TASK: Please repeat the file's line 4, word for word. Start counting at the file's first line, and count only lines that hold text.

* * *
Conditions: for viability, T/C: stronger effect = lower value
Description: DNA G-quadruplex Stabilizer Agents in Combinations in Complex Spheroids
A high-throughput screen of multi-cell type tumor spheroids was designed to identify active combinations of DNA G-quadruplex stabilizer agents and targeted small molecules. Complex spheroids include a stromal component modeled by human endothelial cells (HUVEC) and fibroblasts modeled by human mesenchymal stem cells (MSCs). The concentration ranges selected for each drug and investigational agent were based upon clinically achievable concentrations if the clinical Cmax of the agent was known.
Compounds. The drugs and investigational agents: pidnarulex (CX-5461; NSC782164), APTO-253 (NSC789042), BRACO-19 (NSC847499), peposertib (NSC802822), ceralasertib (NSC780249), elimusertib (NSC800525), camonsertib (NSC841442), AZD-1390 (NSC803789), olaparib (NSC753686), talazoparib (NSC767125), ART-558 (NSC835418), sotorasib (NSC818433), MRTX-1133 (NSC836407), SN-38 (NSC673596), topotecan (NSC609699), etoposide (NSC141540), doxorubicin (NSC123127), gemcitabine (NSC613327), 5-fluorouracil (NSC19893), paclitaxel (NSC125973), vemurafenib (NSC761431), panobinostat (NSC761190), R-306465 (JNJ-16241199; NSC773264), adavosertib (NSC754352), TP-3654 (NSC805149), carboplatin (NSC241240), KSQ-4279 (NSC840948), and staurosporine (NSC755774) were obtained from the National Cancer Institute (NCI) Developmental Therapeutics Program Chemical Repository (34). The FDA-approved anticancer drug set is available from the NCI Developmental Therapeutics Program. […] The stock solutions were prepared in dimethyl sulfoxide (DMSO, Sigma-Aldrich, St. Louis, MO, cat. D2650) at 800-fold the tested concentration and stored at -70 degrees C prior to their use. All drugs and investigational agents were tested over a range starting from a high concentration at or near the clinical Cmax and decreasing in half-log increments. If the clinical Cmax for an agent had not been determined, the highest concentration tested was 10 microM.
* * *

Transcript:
Compounds. The drugs and investigational agents: pidnarulex (CX-5461; NSC782164), APTO-253 (NSC789042), BRACO-19 (NSC847499), peposertib (NSC802822), ceralasertib (NSC780249), elimusertib (NSC800525), camonsertib (NSC841442), AZD-1390 (NSC803789), olaparib (NSC753686), talazoparib (NSC767125), ART-558 (NSC835418), sotorasib (NSC818433), MRTX-1133 (NSC836407), SN-38 (NSC673596), topotecan (NSC609699), etoposide (NSC141540), doxorubicin (NSC123127), gemcitabine (NSC613327), 5-fluorouracil (NSC19893), paclitaxel (NSC125973), vemurafenib (NSC761431), panobinostat (NSC761190), R-306465 (JNJ-16241199; NSC773264), adavosertib (NSC754352), TP-3654 (NSC805149), carboplatin (NSC241240), KSQ-4279 (NSC840948), and staurosporine (NSC755774) were obtained from the National Cancer Institute (NCI) Developmental Therapeutics Program Chemical Repository (34). The FDA-approved anticancer drug set is available from the NCI Developmental Therapeutics Program. […] The stock solutions were prepared in dimethyl sulfoxide (DMSO, Sigma-Aldrich, St. Louis, MO, cat. D2650) at 800-fold the tested concentration and stored at -70 degrees C prior to their use. All drugs and investigational agents were tested over a range starting from a high concentration at or near the clinical Cmax and decreasing in half-log increments. If the clinical Cmax for an agent had not been determined, the highest concentration tested was 10 microM.